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Robert Griffin III: Redskins' Creative Offense Will Keep RGIII's Success Going

TAMPA, FL - SEPTEMBER 30:  Quarterback Robert Griffin III #10 of the Washington Redskins prays just before the start of the game against the Tampa Bay Buccaneers during the game at Raymond James Stadium on September 30, 2012 in Tampa, Florida.  (Photo by J. Meric/Getty Images)
J. Meric/Getty Images
Ben ChodosCorrespondent IIOctober 1, 2012

The Washington Redskins have used an orthodox offensive scheme this season to maximize Robert Griffin III’s potential, and the system will ensure that he continues to flourish.

Griffin is a unique player, and attempting to make him adapt to a traditional offense would only limit the ways that he can torch an opposing defense. 

After mortgaging the team’s future in order to obtain the No. 2 pick in this draft, the Redskins were determined to make sure their new franchise quarterback was a success. They could not have gone about this any better, and it continues to pay dividends on Sundays.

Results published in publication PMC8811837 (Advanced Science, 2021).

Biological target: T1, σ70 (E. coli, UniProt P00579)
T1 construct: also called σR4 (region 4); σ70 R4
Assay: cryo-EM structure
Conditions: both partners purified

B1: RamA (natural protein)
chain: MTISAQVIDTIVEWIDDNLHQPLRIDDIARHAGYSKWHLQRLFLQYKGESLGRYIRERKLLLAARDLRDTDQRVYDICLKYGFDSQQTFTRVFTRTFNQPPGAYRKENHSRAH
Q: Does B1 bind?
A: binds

The team is using what tackle Jordan Black described as a “West Coast slash spread-option offense,” via Mark Maske of the Washington Post. This scheme is a perfect marriage between a coach and a quarterback.

Head coach Mike Shanahan is well-known for his proficiency with the West Coast offense, but he has made important tweaks to incorporate Griffin’s ability to run the ball.

It has clearly been working. A quarterback who properly executes the short passes in this style of offense should be an efficient passer. 

Griffin has completed 69.4 percent of his passes for 1,070 yards, four touchdowns and just one interception. He has a passer rating of 103.2, which ranks fourth in the NFL.

But the spread-option part should also allow Griffin to rack up rushing yards. He is averaging 6.5 yards per carry while racking up 252 yards and four rushing touchdowns. 

In this last game against the Tampa Bay Buccaneers, Griffin proved how truly comfortable he is in the team’s offense. He was put in the most difficult and important situation a quarterback can be faced with—having to lead the game-winning drive.

He got his team into field-goal range despite his headset breaking, as noted by USA Today’s Chris Chase. Griffin was able to orchestrate the offense and even called his own plays, per Chase’s report. 

Going forward, Griffin will continue to succeed due to the offensive system that allows him to take full advantage of his special skill set. 

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